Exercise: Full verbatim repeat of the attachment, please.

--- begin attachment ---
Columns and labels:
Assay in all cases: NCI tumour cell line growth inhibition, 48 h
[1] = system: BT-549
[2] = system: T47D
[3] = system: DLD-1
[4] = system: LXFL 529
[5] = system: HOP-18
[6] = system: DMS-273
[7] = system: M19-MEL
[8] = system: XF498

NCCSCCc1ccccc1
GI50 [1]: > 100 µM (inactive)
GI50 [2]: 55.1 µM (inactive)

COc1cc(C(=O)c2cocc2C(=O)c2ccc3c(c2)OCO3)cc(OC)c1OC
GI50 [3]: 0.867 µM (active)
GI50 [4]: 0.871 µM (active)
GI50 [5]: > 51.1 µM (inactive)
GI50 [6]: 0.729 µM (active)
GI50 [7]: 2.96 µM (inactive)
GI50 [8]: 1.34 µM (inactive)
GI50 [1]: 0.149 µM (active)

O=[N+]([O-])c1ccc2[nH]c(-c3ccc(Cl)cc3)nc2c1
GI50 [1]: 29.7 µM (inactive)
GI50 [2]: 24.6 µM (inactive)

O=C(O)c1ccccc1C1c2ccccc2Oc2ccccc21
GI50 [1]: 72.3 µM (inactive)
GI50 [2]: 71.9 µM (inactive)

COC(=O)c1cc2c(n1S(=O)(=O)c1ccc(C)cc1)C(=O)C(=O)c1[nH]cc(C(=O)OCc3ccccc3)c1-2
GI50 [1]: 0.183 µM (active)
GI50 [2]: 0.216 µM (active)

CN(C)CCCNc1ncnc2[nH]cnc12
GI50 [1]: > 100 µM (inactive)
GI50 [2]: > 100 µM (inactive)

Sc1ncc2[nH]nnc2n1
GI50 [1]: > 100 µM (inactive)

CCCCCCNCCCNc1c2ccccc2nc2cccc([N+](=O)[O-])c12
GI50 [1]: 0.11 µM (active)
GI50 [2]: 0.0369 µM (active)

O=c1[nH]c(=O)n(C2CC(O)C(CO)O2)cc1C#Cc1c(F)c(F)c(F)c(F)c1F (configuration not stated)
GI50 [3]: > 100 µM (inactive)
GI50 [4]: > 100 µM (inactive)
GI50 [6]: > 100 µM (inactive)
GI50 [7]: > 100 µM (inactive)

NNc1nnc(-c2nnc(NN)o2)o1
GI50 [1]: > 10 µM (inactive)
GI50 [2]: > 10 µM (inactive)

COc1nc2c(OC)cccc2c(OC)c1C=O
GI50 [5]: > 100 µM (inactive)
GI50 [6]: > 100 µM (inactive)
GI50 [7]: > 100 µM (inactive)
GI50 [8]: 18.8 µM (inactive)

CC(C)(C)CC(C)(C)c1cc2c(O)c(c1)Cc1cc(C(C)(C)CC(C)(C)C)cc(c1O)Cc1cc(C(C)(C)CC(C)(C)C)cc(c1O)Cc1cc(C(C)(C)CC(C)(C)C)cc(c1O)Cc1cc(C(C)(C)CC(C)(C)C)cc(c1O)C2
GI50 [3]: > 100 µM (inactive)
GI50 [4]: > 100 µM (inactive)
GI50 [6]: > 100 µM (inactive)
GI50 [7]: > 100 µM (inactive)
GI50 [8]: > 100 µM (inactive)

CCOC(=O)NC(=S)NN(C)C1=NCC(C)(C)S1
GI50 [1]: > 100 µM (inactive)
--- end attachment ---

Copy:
Columns and labels:
Assay in all cases: NCI tumour cell line growth inhibition, 48 h
[1] = system: BT-549
[2] = system: T47D
[3] = system: DLD-1
[4] = system: LXFL 529
[5] = system: HOP-18
[6] = system: DMS-273
[7] = system: M19-MEL
[8] = system: XF498

NCCSCCc1ccccc1
GI50 [1]: > 100 µM (inactive)
GI50 [2]: 55.1 µM (inactive)

COc1cc(C(=O)c2cocc2C(=O)c2ccc3c(c2)OCO3)cc(OC)c1OC
GI50 [3]: 0.867 µM (active)
GI50 [4]: 0.871 µM (active)
GI50 [5]: > 51.1 µM (inactive)
GI50 [6]: 0.729 µM (active)
GI50 [7]: 2.96 µM (inactive)
GI50 [8]: 1.34 µM (inactive)
GI50 [1]: 0.149 µM (active)

O=[N+]([O-])c1ccc2[nH]c(-c3ccc(Cl)cc3)nc2c1
GI50 [1]: 29.7 µM (inactive)
GI50 [2]: 24.6 µM (inactive)

O=C(O)c1ccccc1C1c2ccccc2Oc2ccccc21
GI50 [1]: 72.3 µM (inactive)
GI50 [2]: 71.9 µM (inactive)

COC(=O)c1cc2c(n1S(=O)(=O)c1ccc(C)cc1)C(=O)C(=O)c1[nH]cc(C(=O)OCc3ccccc3)c1-2
GI50 [1]: 0.183 µM (active)
GI50 [2]: 0.216 µM (active)

CN(C)CCCNc1ncnc2[nH]cnc12
GI50 [1]: > 100 µM (inactive)
GI50 [2]: > 100 µM (inactive)

Sc1ncc2[nH]nnc2n1
GI50 [1]: > 100 µM (inactive)

CCCCCCNCCCNc1c2ccccc2nc2cccc([N+](=O)[O-])c12
GI50 [1]: 0.11 µM (active)
GI50 [2]: 0.0369 µM (active)

O=c1[nH]c(=O)n(C2CC(O)C(CO)O2)cc1C#Cc1c(F)c(F)c(F)c(F)c1F (configuration not stated)
GI50 [3]: > 100 µM (inactive)
GI50 [4]: > 100 µM (inactive)
GI50 [6]: > 100 µM (inactive)
GI50 [7]: > 100 µM (inactive)

NNc1nnc(-c2nnc(NN)o2)o1
GI50 [1]: > 10 µM (inactive)
GI50 [2]: > 10 µM (inactive)

COc1nc2c(OC)cccc2c(OC)c1C=O
GI50 [5]: > 100 µM (inactive)
GI50 [6]: > 100 µM (inactive)
GI50 [7]: > 100 µM (inactive)
GI50 [8]: 18.8 µM (inactive)

CC(C)(C)CC(C)(C)c1cc2c(O)c(c1)Cc1cc(C(C)(C)CC(C)(C)C)cc(c1O)Cc1cc(C(C)(C)CC(C)(C)C)cc(c1O)Cc1cc(C(C)(C)CC(C)(C)C)cc(c1O)Cc1cc(C(C)(C)CC(C)(C)C)cc(c1O)C2
GI50 [3]: > 100 µM (inactive)
GI50 [4]: > 100 µM (inactive)
GI50 [6]: > 100 µM (inactive)
GI50 [7]: > 100 µM (inactive)
GI50 [8]: > 100 µM (inactive)

CCOC(=O)NC(=S)NN(C)C1=NCC(C)(C)S1
GI50 [1]: > 100 µM (inactive)